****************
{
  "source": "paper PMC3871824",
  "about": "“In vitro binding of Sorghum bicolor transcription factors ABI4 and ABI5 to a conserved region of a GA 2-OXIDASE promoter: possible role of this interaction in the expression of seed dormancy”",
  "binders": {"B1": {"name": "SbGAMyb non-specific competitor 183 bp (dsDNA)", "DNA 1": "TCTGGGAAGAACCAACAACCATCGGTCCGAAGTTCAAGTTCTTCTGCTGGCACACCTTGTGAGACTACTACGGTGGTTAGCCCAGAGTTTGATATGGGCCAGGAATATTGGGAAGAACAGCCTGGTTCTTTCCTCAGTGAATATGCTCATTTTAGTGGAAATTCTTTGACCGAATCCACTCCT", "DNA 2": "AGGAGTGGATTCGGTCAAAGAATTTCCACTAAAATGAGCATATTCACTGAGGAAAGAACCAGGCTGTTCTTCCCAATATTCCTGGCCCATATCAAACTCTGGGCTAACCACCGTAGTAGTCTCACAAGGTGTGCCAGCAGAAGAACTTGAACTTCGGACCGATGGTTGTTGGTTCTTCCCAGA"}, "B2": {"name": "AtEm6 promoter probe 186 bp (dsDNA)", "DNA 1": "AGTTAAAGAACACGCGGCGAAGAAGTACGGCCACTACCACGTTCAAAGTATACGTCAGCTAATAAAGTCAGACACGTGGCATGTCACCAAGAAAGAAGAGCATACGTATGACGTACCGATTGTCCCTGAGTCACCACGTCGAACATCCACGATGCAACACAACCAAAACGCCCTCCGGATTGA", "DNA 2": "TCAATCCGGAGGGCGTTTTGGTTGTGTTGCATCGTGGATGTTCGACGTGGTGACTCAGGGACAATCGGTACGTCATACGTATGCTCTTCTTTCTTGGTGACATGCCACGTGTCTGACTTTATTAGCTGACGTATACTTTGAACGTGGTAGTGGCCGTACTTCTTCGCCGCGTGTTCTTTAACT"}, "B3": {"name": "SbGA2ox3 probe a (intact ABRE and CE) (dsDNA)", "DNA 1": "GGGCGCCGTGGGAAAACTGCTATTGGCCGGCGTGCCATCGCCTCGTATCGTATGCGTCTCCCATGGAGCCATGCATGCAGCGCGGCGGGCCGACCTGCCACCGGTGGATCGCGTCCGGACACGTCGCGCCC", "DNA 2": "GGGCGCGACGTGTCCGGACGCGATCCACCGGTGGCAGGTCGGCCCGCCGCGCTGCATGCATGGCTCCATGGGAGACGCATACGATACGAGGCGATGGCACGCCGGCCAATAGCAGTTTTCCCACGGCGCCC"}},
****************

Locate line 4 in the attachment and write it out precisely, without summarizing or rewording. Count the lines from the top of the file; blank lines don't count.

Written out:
  "binders": {"B1": {"name": "SbGAMyb non-specific competitor 183 bp (dsDNA)", "DNA 1": "TCTGGGAAGAACCAACAACCATCGGTCCGAAGTTCAAGTTCTTCTGCTGGCACACCTTGTGAGACTACTACGGTGGTTAGCCCAGAGTTTGATATGGGCCAGGAATATTGGGAAGAACAGCCTGGTTCTTTCCTCAGTGAATATGCTCATTTTAGTGGAAATTCTTTGACCGAATCCACTCCT", "DNA 2": "AGGAGTGGATTCGGTCAAAGAATTTCCACTAAAATGAGCATATTCACTGAGGAAAGAACCAGGCTGTTCTTCCCAATATTCCTGGCCCATATCAAACTCTGGGCTAACCACCGTAGTAGTCTCACAAGGTGTGCCAGCAGAAGAACTTGAACTTCGGACCGATGGTTGTTGGTTCTTCCCAGA"}, "B2": {"name": "AtEm6 promoter probe 186 bp (dsDNA)", "DNA 1": "AGTTAAAGAACACGCGGCGAAGAAGTACGGCCACTACCACGTTCAAAGTATACGTCAGCTAATAAAGTCAGACACGTGGCATGTCACCAAGAAAGAAGAGCATACGTATGACGTACCGATTGTCCCTGAGTCACCACGTCGAACATCCACGATGCAACACAACCAAAACGCCCTCCGGATTGA", "DNA 2": "TCAATCCGGAGGGCGTTTTGGTTGTGTTGCATCGTGGATGTTCGACGTGGTGACTCAGGGACAATCGGTACGTCATACGTATGCTCTTCTTTCTTGGTGACATGCCACGTGTCTGACTTTATTAGCTGACGTATACTTTGAACGTGGTAGTGGCCGTACTTCTTCGCCGCGTGTTCTTTAACT"}, "B3": {"name": "SbGA2ox3 probe a (intact ABRE and CE) (dsDNA)", "DNA 1": "GGGCGCCGTGGGAAAACTGCTATTGGCCGGCGTGCCATCGCCTCGTATCGTATGCGTCTCCCATGGAGCCATGCATGCAGCGCGGCGGGCCGACCTGCCACCGGTGGATCGCGTCCGGACACGTCGCGCCC", "DNA 2": "GGGCGCGACGTGTCCGGACGCGATCCACCGGTGGCAGGTCGGCCCGCCGCGCTGCATGCATGGCTCCATGGGAGACGCATACGATACGAGGCGATGGCACGCCGGCCAATAGCAGTTTTCCCACGGCGCCC"}},